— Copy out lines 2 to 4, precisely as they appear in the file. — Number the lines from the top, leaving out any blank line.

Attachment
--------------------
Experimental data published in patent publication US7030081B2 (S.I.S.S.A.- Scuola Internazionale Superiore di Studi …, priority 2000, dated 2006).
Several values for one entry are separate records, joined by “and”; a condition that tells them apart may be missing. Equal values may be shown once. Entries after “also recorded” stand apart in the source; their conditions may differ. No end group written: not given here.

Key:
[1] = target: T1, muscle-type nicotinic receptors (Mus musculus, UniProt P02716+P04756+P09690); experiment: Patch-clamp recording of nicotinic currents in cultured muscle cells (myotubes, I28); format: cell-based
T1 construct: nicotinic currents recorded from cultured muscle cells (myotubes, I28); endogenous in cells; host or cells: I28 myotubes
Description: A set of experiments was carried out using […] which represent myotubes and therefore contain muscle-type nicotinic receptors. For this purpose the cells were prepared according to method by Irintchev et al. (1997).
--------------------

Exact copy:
Several values for one entry are separate records, joined by “and”; a condition that tells them apart may be missing. Equal values may be shown once. Entries after “also recorded” stand apart in the source; their conditions may differ. No end group written: not given here.

Key:
[1] = target: T1, muscle-type nicotinic receptors (Mus musculus, UniProt P02716+P04756+P09690); experiment: Patch-clamp recording of nicotinic currents in cultured muscle cells (myotubes, I28); format: cell-based